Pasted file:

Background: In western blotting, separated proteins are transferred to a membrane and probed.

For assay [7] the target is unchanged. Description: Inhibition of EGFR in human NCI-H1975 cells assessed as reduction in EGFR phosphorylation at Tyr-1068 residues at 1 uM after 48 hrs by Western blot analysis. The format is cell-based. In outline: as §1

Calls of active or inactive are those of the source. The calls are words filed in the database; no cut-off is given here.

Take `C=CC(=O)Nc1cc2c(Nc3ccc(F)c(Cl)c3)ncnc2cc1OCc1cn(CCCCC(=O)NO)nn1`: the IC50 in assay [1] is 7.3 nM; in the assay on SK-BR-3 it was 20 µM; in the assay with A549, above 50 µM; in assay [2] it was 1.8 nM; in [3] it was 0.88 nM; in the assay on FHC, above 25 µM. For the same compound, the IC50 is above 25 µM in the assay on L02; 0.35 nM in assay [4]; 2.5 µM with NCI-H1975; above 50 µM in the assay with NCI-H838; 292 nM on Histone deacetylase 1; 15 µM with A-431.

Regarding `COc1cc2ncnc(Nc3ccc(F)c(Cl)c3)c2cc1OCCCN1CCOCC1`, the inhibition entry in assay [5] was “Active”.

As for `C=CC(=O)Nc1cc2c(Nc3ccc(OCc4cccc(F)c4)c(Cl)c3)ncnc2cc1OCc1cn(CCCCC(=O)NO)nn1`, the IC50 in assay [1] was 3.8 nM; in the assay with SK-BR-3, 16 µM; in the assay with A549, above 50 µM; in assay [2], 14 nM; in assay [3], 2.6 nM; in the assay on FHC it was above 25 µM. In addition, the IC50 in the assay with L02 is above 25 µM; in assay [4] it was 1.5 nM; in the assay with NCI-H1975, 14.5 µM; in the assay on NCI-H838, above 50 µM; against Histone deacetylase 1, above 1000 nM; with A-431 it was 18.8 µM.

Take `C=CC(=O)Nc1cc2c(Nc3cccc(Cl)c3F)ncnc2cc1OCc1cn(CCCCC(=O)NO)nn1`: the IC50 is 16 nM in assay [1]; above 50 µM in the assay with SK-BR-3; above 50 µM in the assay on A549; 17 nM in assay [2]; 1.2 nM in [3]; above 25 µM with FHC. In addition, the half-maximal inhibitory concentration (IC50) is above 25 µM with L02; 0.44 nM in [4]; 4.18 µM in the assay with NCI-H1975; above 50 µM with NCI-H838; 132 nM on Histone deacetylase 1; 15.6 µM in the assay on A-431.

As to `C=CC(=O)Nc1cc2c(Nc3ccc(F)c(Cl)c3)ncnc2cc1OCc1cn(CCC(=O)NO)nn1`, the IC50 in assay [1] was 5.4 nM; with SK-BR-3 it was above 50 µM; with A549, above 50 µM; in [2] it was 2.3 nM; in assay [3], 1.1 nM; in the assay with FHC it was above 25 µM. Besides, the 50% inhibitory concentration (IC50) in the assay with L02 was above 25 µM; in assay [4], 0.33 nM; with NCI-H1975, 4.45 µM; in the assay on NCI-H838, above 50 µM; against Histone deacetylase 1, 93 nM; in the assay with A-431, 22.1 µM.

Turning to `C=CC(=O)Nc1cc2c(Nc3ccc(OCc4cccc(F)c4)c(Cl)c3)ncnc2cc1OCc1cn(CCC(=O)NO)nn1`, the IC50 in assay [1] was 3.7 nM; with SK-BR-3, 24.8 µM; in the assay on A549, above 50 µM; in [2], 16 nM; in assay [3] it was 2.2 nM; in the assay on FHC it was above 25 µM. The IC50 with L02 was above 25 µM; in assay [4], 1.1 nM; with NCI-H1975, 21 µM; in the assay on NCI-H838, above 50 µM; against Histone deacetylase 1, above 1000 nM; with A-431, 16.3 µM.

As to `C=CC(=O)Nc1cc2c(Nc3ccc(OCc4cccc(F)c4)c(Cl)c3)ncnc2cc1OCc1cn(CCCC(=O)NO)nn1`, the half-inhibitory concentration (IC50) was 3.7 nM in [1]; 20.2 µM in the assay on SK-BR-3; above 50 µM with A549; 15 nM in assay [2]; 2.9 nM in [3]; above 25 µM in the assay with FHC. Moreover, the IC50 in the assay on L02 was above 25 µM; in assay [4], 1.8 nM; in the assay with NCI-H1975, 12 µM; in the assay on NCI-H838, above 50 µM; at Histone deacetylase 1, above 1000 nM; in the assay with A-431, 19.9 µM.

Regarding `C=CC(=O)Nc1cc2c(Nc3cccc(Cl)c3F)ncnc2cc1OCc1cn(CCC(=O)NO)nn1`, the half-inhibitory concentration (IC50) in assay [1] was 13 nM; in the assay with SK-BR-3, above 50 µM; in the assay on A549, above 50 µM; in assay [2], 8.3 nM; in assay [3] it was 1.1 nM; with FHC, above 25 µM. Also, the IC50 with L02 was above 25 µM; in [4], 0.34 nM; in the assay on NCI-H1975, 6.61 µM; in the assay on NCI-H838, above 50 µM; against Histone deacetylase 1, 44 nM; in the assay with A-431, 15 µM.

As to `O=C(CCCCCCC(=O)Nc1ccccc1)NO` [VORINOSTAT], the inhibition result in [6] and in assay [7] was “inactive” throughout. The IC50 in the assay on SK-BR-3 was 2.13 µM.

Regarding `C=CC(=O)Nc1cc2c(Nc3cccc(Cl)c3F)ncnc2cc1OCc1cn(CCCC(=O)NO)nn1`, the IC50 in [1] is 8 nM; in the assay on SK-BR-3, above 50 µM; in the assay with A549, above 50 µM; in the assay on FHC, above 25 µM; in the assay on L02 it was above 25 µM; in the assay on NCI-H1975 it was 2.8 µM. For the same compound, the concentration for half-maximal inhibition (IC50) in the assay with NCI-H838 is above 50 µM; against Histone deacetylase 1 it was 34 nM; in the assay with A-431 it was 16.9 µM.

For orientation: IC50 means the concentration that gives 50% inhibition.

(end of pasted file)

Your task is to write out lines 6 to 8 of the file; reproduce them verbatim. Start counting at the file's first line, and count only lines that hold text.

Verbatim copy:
As for `C=CC(=O)Nc1cc2c(Nc3ccc(OCc4cccc(F)c4)c(Cl)c3)ncnc2cc1OCc1cn(CCCCC(=O)NO)nn1`, the IC50 in assay [1] was 3.8 nM; in the assay with SK-BR-3, 16 µM; in the assay with A549, above 50 µM; in assay [2], 14 nM; in assay [3], 2.6 nM; in the assay on FHC it was above 25 µM. In addition, the IC50 in the assay with L02 is above 25 µM; in assay [4] it was 1.5 nM; in the assay with NCI-H1975, 14.5 µM; in the assay on NCI-H838, above 50 µM; against Histone deacetylase 1, above 1000 nM; with A-431 it was 18.8 µM.

Take `C=CC(=O)Nc1cc2c(Nc3cccc(Cl)c3F)ncnc2cc1OCc1cn(CCCCC(=O)NO)nn1`: the IC50 is 16 nM in assay [1]; above 50 µM in the assay with SK-BR-3; above 50 µM in the assay on A549; 17 nM in assay [2]; 1.2 nM in [3]; above 25 µM with FHC. In addition, the half-maximal inhibitory concentration (IC50) is above 25 µM with L02; 0.44 nM in [4]; 4.18 µM in the assay with NCI-H1975; above 50 µM with NCI-H838; 132 nM on Histone deacetylase 1; 15.6 µM in the assay on A-431.

As to `C=CC(=O)Nc1cc2c(Nc3ccc(F)c(Cl)c3)ncnc2cc1OCc1cn(CCC(=O)NO)nn1`, the IC50 in assay [1] was 5.4 nM; with SK-BR-3 it was above 50 µM; with A549, above 50 µM; in [2] it was 2.3 nM; in assay [3], 1.1 nM; in the assay with FHC it was above 25 µM. Besides, the 50% inhibitory concentration (IC50) in the assay with L02 was above 25 µM; in assay [4], 0.33 nM; with NCI-H1975, 4.45 µM; in the assay on NCI-H838, above 50 µM; against Histone deacetylase 1, 93 nM; in the assay with A-431, 22.1 µM.